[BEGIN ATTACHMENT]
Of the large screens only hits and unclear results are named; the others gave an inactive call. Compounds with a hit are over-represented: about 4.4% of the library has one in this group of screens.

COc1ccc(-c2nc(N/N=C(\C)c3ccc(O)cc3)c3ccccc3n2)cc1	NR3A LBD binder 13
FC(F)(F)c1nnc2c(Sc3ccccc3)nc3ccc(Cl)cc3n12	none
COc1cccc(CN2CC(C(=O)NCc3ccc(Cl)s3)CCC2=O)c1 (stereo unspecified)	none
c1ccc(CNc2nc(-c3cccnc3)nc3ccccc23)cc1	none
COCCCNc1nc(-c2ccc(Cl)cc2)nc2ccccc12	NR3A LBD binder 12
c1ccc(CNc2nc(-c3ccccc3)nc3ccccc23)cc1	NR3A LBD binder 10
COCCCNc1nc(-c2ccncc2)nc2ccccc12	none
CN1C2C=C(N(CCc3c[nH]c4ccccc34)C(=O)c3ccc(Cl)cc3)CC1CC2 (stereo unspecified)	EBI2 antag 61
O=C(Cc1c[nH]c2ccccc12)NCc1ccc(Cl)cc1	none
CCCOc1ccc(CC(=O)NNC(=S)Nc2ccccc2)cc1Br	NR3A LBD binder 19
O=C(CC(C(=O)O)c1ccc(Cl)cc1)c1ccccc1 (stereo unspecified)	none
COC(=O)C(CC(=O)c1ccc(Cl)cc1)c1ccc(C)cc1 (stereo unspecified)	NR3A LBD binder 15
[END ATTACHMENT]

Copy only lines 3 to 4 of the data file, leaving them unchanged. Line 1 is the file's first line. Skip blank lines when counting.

FC(F)(F)c1nnc2c(Sc3ccccc3)nc3ccc(Cl)cc3n12	none
COc1cccc(CN2CC(C(=O)NCc3ccc(Cl)s3)CCC2=O)c1 (stereo unspecified)	none